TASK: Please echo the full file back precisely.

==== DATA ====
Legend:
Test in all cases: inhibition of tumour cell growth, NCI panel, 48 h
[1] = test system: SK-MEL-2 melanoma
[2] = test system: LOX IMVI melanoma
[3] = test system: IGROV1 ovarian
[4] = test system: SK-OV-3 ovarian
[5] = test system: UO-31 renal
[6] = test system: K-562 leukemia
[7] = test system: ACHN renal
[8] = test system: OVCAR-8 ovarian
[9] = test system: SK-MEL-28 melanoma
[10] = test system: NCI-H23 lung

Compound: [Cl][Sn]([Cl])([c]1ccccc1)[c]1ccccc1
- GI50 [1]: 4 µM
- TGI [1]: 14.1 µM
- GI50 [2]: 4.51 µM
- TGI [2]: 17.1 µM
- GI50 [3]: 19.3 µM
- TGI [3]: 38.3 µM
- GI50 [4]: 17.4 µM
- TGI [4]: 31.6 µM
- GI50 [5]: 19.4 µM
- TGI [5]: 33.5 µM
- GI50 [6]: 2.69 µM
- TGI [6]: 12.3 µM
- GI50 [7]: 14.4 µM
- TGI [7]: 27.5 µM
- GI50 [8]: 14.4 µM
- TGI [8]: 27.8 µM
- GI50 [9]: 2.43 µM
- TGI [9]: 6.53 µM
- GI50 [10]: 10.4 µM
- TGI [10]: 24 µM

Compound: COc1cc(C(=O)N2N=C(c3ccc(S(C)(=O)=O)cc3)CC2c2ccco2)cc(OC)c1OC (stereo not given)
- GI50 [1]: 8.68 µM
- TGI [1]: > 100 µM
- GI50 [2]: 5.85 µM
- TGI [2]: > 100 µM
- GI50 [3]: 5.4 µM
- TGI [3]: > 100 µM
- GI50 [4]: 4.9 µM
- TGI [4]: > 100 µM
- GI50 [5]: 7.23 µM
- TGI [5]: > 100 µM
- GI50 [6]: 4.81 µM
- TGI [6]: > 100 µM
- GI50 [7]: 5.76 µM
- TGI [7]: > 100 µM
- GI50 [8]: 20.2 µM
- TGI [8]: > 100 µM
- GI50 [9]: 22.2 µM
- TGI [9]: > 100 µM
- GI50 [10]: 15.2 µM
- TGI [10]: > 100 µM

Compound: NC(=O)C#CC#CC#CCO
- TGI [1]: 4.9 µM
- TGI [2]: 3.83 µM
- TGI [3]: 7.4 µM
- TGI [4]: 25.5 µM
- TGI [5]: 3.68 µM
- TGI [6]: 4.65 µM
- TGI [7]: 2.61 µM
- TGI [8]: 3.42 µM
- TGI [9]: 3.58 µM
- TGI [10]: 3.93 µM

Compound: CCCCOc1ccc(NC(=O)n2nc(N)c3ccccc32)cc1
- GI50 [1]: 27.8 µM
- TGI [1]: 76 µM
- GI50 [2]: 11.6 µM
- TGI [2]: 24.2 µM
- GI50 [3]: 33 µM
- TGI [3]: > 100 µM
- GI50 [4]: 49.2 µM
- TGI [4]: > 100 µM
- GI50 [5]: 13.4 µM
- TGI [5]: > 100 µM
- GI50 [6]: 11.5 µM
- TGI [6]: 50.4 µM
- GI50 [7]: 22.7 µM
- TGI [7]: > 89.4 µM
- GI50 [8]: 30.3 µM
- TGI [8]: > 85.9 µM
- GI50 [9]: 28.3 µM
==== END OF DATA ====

Legend:
Test in all cases: inhibition of tumour cell growth, NCI panel, 48 h
[1] = test system: SK-MEL-2 melanoma
[2] = test system: LOX IMVI melanoma
[3] = test system: IGROV1 ovarian
[4] = test system: SK-OV-3 ovarian
[5] = test system: UO-31 renal
[6] = test system: K-562 leukemia
[7] = test system: ACHN renal
[8] = test system: OVCAR-8 ovarian
[9] = test system: SK-MEL-28 melanoma
[10] = test system: NCI-H23 lung

Compound: [Cl][Sn]([Cl])([c]1ccccc1)[c]1ccccc1
- GI50 [1]: 4 µM
- TGI [1]: 14.1 µM
- GI50 [2]: 4.51 µM
- TGI [2]: 17.1 µM
- GI50 [3]: 19.3 µM
- TGI [3]: 38.3 µM
- GI50 [4]: 17.4 µM
- TGI [4]: 31.6 µM
- GI50 [5]: 19.4 µM
- TGI [5]: 33.5 µM
- GI50 [6]: 2.69 µM
- TGI [6]: 12.3 µM
- GI50 [7]: 14.4 µM
- TGI [7]: 27.5 µM
- GI50 [8]: 14.4 µM
- TGI [8]: 27.8 µM
- GI50 [9]: 2.43 µM
- TGI [9]: 6.53 µM
- GI50 [10]: 10.4 µM
- TGI [10]: 24 µM

Compound: COc1cc(C(=O)N2N=C(c3ccc(S(C)(=O)=O)cc3)CC2c2ccco2)cc(OC)c1OC (stereo not given)
- GI50 [1]: 8.68 µM
- TGI [1]: > 100 µM
- GI50 [2]: 5.85 µM
- TGI [2]: > 100 µM
- GI50 [3]: 5.4 µM
- TGI [3]: > 100 µM
- GI50 [4]: 4.9 µM
- TGI [4]: > 100 µM
- GI50 [5]: 7.23 µM
- TGI [5]: > 100 µM
- GI50 [6]: 4.81 µM
- TGI [6]: > 100 µM
- GI50 [7]: 5.76 µM
- TGI [7]: > 100 µM
- GI50 [8]: 20.2 µM
- TGI [8]: > 100 µM
- GI50 [9]: 22.2 µM
- TGI [9]: > 100 µM
- GI50 [10]: 15.2 µM
- TGI [10]: > 100 µM

Compound: NC(=O)C#CC#CC#CCO
- TGI [1]: 4.9 µM
- TGI [2]: 3.83 µM
- TGI [3]: 7.4 µM
- TGI [4]: 25.5 µM
- TGI [5]: 3.68 µM
- TGI [6]: 4.65 µM
- TGI [7]: 2.61 µM
- TGI [8]: 3.42 µM
- TGI [9]: 3.58 µM
- TGI [10]: 3.93 µM

Compound: CCCCOc1ccc(NC(=O)n2nc(N)c3ccccc32)cc1
- GI50 [1]: 27.8 µM
- TGI [1]: 76 µM
- GI50 [2]: 11.6 µM
- TGI [2]: 24.2 µM
- GI50 [3]: 33 µM
- TGI [3]: > 100 µM
- GI50 [4]: 49.2 µM
- TGI [4]: > 100 µM
- GI50 [5]: 13.4 µM
- TGI [5]: > 100 µM
- GI50 [6]: 11.5 µM
- TGI [6]: 50.4 µM
- GI50 [7]: 22.7 µM
- TGI [7]: > 89.4 µM
- GI50 [8]: 30.3 µM
- TGI [8]: > 85.9 µM
- GI50 [9]: 28.3 µM